Student loan applications increase with economic crisis
The economy has forced some students to choose less prestigious schools.
Jan. 30, 2009
An economy in recession and tightening criteria for student loans will make it harder for students to pay for tuition, which is expected to rise as schools lose state money or see fewer donations from private donors.
The average tuition cost for students this year was $6,585 for students attending in-state public universities and $25,143 for those at private institutions. But options for paying those costs are being hit hard by the falling market.
Last year, 60 major lending companies provided more than $20 billion in financial aid to students. This year, Finaid.org, a Web site that monitors the financial aid industry, says 39 of those lenders have stopped making student loans and the others have raised the standards for those who can get them.
The prospect of less funding from school scholarships and private loans has already caused a 10 percent increase in applicants for federal aid compared to this time last year.
Edie Irons, director of the California-based Project on Student Debt, said federal loans are readily available and that many students would qualify. Irons said her group estimates that only 8 percent of graduating college seniors in 2007 relied solely on private loans. She said this should offer families hope, but that the financial crisis will be trying for some.
"The main thing for students to know is that federal loans are still there," Irons said. "The number of students who rely solely on private loans is very small, but the reality is that the present economy has made college harder to afford."
Individual states are having problems offering help of their own to students. Parents sometimes use Section 529 plans, state-sponsored investment funds that see fewer taxes than regular investments, to help pay the tuition bills, but the plunge of the stock market has made those options less effective.
Mark Kantrowitz, president of the company that publishes FinAid, an online financial aid search engine, said the problems of the student loan industry have the same roots as other economic difficulties. "The credit crisis is responsible for a lack of liquidity in all forms," Kantrowitz said. "If it wasn't for quick action by Congress we'd be in a full-blown crisis."
Families of college students count on such aid to make college affordable. The College Board estimates that financial aid decreases tuition to an average of $2,900 per year at public universities and about $14,900 at private colleges.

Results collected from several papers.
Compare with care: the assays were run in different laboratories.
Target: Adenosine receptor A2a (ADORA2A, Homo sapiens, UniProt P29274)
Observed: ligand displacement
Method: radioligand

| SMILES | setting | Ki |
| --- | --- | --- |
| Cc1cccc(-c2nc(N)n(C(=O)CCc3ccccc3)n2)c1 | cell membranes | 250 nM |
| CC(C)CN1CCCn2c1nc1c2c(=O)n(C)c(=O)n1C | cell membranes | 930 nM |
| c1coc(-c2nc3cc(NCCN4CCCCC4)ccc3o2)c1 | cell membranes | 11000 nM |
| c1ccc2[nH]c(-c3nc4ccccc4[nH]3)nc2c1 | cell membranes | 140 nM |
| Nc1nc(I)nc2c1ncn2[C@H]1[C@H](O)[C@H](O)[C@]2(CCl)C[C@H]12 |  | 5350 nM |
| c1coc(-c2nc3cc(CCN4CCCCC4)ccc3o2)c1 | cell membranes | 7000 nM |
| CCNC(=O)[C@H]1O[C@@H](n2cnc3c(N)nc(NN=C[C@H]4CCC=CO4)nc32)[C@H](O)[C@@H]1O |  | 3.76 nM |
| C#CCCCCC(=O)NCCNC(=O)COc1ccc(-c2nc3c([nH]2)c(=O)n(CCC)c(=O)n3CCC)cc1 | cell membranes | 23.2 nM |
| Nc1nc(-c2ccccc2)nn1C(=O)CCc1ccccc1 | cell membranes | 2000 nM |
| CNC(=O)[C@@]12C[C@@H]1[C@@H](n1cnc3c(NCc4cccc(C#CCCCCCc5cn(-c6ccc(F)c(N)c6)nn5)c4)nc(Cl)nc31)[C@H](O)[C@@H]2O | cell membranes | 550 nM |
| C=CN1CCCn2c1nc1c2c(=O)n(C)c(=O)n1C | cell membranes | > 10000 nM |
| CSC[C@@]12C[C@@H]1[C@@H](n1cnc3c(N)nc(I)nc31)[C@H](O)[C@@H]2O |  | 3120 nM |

Combined with a likely decrease in private scholarships as donations to civic groups and charity organizations decline, difficult economic realities are forcing some families to weigh the decision to either take on more debt for the future, or to aim for less prestigious, more affordable schools.
The federal government is one remaining source of aid for students. It is still offering student loans, with some increases recently passed by Congress and more included in the $825 billion stimulus package that passed in the House of Representatives on Wednesday.
In spite of the economic crisis, the government has authorized about $95 billion in loans, grants and work-study programs to help about 11 million students pay for college. Annual limits for Stafford loans, which are available to students regardless of their family's income, were also increased by $2,000.
MU Financial Aid Director Jim Brooks said his office has not seen a large increase in students, mainly because of the increased federal aid.
"I wouldn't say we've seen too much more traffic," Brooks said. "The federal government is still making loans so people can get their money."
In fact, Brooks said MU has given more financial aid this year than in the past because the number of students who qualified was so much larger. He said that number could increase, depending on whether a proposal put forth by Gov. Jay Nixon to maintain MU's level of state appropriations passes the legislature.
"For this year, because the class is bigger, we're probably spending more money on financial aid," Brooks said. "Next year will probably depend on the legislature, but if (the bill) goes through, it will be great."